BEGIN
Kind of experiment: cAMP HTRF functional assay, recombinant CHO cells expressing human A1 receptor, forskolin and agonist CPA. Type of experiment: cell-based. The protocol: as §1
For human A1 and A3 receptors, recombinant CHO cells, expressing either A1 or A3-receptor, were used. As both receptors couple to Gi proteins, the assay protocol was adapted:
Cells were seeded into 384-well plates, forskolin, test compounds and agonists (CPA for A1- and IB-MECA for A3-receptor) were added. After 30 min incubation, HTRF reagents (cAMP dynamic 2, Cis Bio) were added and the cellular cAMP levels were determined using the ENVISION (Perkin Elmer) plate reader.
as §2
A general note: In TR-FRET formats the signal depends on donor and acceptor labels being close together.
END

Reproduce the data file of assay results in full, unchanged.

Kind of experiment: cAMP HTRF functional assay, recombinant CHO cells expressing human A1 receptor, forskolin and agonist CPA. Type of experiment: cell-based. The protocol: as §1
For human A1 and A3 receptors, recombinant CHO cells, expressing either A1 or A3-receptor, were used. As both receptors couple to Gi proteins, the assay protocol was adapted:
Cells were seeded into 384-well plates, forskolin, test compounds and agonists (CPA for A1- and IB-MECA for A3-receptor) were added. After 30 min incubation, HTRF reagents (cAMP dynamic 2, Cis Bio) were added and the cellular cAMP levels were determined using the ENVISION (Perkin Elmer) plate reader.
as §2
A general note: In TR-FRET formats the signal depends on donor and acceptor labels being close together.